The beast, who has tried to eat Bethany twice and controlled Ebenezer Tweezer for 511 years, is now in prison. Even better, it seems to have lost its despicable mind and is pinky-winky promising to be a do-gooding beast, vomit out helpful gifts, and be besties with Bethany and Ebenezer. There’s really no sign of the old beast at all any more, as long as you don’t count that hungry belly which still needs feeding…
When Oscar and Molly rush outside to investigate a crash in the night, they’re not expecting to find a dazed Angel Gabriel wandering around their grandparents’ back garden. And they’re certainly not expecting to find themselves in a race to save Christmas. But if they don’t track down a missing shepherd, wise man, donkey and the actual Mary and Joseph, who’ve all crash-landed in Chipping Bottom, not only will Christmas cease to exist, but they will too. Operation Nativity is on.
Every year a Halloween Ball is thrown by the Topunders for their friends in Underland. It’s a big deal – excellent gloating fodder – and every Topunder family wants the honour of hosting it. Finally, it seems as though the Malign family luck has changed; this is their year. Preparations are in full swing when the Underland Mayor is ghostnapped, throwing Underland into turmoil. Worse is to come when the mayor is discovered in the Malign oubliette. It is down to Malice, Seth and Uncle Vex to prove Ma and Pa’s innocence and bring the real culprits to justice. If they don’t, it will be more than just the Halloween Ball in ruins…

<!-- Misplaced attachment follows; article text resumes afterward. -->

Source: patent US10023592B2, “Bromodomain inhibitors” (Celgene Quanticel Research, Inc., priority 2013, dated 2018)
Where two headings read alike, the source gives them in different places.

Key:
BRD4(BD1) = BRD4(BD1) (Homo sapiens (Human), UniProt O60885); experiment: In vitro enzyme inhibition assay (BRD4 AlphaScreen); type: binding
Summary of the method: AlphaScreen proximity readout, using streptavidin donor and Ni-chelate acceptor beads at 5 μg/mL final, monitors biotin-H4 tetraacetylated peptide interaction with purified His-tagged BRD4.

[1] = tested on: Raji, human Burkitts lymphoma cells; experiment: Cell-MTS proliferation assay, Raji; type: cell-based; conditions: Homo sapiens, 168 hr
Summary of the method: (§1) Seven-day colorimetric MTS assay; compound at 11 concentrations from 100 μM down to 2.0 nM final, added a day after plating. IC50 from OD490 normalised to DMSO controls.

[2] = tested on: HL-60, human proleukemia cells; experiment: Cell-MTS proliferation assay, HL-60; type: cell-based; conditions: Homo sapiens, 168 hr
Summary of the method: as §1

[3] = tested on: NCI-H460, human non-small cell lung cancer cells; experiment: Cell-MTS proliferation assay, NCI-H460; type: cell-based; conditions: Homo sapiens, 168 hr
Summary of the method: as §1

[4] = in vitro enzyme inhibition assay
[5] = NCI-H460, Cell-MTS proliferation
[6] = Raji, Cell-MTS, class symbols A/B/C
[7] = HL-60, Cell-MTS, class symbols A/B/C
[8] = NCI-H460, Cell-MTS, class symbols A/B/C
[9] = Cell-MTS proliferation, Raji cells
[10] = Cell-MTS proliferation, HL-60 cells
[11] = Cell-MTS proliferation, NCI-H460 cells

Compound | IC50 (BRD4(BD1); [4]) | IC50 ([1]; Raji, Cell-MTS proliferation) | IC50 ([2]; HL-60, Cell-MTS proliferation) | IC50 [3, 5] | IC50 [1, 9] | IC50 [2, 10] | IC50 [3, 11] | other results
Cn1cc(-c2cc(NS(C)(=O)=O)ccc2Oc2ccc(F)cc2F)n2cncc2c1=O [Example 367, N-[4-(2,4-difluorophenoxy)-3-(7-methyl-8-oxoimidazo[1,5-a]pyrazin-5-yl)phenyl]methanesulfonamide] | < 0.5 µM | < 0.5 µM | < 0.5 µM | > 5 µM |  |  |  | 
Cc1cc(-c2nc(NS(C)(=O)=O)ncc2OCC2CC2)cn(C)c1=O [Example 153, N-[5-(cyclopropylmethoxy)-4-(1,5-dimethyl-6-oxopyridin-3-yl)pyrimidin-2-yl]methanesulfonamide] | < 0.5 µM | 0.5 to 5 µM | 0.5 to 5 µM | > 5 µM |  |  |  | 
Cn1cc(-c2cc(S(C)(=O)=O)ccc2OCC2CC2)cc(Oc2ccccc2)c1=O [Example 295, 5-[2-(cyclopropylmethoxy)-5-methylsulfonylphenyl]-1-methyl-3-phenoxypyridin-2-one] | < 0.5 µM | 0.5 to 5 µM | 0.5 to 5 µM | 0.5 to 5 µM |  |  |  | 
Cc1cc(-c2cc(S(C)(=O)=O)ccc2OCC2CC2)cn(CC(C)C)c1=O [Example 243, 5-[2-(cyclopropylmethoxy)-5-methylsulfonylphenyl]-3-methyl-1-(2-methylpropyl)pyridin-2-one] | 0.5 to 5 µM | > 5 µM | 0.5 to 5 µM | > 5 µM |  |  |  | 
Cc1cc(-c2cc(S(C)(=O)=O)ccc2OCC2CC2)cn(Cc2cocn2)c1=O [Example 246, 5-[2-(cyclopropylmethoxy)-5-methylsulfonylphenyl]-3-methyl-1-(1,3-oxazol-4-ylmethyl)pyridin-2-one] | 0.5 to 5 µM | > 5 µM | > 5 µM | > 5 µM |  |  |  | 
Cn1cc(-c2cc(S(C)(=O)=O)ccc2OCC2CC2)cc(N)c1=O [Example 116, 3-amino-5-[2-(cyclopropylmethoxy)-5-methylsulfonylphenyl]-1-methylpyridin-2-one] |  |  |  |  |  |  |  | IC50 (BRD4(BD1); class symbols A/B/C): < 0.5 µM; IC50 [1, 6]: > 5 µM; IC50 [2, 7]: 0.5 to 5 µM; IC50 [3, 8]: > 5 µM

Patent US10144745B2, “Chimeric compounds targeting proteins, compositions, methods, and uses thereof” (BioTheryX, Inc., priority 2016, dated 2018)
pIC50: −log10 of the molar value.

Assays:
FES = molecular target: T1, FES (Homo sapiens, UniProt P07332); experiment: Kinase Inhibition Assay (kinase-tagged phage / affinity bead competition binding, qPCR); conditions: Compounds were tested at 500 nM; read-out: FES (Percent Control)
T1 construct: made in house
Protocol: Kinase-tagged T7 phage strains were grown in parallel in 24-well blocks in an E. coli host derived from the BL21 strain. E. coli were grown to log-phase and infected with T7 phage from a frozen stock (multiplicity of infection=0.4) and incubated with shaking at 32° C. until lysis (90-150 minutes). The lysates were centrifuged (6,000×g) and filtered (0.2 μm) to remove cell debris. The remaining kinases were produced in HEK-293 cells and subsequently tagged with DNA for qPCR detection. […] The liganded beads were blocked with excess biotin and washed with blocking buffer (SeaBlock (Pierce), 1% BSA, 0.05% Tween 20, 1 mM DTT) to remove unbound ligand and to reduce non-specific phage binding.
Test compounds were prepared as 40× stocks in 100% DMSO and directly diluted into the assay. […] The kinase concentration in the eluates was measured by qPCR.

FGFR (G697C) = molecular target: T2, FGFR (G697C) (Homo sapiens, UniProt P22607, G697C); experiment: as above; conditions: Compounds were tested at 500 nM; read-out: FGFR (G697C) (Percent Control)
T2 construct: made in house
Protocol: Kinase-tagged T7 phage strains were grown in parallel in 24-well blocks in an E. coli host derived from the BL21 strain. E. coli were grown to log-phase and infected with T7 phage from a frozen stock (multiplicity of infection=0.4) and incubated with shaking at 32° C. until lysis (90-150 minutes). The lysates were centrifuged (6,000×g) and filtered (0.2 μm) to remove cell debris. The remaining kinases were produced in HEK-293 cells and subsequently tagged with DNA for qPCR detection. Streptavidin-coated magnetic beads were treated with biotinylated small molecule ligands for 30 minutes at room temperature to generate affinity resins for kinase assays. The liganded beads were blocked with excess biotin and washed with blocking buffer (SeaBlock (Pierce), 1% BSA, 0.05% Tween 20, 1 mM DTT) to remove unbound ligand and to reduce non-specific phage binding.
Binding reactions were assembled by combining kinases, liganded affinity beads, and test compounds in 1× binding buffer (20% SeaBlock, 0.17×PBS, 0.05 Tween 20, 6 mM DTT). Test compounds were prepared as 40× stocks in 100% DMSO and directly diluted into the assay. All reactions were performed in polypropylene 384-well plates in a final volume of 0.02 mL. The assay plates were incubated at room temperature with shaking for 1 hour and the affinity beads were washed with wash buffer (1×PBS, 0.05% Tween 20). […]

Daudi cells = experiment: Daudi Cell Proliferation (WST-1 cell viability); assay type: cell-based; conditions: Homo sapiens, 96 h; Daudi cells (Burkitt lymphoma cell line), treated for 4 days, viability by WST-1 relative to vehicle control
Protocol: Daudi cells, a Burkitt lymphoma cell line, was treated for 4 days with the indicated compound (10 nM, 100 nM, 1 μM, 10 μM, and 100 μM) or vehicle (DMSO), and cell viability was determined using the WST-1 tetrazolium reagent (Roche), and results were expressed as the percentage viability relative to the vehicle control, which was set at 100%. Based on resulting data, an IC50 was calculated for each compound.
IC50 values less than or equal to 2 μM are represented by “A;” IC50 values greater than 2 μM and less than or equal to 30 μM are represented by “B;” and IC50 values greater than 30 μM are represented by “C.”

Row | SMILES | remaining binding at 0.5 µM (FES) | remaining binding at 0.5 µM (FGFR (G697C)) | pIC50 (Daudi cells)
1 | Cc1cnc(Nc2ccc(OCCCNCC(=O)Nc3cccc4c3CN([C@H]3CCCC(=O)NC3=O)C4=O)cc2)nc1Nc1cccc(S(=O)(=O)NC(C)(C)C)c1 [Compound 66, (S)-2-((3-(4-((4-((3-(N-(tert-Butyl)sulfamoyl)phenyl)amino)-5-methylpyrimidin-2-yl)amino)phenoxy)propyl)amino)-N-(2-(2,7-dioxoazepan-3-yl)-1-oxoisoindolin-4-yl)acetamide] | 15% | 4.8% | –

The grown-ups all think she’s going to die soon-she can see it in their eyes. Still, when poor twelve-year-old Stina is sent to remote Raspberry Hill Sanatorium she can’t believe her luck. She gets to ride in a real motor car to the hospital, which looks like a magnificent castle hidden deep in the forest. But as Stina explores the long, echoey corridors of her eerie new home, she begins to suspect that the building is concealing a dark secret. How did the old East Wing burn down? Why doesn’t her mother reply to any of her letters? And what are the nurses all so afraid of? Stina is determined to solve the mystery of Raspberry Hil l-but as she edges closer to the truth, she finds herself in terrible danger…